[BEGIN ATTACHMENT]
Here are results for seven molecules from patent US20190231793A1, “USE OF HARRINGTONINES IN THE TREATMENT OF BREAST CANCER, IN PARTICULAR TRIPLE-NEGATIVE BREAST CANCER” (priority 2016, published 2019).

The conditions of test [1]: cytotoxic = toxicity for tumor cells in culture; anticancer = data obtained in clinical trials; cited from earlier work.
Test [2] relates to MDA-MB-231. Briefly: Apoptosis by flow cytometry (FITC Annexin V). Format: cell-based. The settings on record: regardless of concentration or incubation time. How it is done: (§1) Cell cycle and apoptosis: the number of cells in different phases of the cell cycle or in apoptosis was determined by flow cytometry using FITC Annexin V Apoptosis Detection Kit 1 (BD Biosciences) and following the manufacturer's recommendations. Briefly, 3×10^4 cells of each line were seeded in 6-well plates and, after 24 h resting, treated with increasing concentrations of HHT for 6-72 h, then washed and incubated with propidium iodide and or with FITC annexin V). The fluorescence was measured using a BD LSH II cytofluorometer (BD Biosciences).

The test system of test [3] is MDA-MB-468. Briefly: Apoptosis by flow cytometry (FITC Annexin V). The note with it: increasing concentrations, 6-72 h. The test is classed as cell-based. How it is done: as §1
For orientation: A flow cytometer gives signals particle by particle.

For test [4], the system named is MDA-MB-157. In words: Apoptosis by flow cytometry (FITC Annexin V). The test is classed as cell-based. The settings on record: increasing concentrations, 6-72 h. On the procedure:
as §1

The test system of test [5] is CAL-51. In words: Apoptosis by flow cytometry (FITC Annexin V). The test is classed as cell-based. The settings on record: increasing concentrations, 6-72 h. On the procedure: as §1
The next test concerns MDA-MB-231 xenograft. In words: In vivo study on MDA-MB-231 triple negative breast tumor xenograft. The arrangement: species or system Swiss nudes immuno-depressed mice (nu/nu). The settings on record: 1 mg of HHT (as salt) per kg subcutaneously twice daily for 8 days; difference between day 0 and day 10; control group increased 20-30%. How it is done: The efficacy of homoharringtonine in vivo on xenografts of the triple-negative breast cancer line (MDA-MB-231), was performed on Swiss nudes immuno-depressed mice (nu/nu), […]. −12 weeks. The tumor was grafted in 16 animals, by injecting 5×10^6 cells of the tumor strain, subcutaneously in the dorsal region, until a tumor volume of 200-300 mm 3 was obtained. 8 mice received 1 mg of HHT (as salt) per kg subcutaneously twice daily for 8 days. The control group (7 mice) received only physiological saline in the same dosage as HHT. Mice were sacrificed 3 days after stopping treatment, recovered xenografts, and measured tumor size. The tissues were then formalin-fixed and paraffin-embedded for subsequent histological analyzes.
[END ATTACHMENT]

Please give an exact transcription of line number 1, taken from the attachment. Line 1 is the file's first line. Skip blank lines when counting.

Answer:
Here are results for seven molecules from patent US20190231793A1, “USE OF HARRINGTONINES IN THE TREATMENT OF BREAST CANCER, IN PARTICULAR TRIPLE-NEGATIVE BREAST CANCER” (priority 2016, published 2019).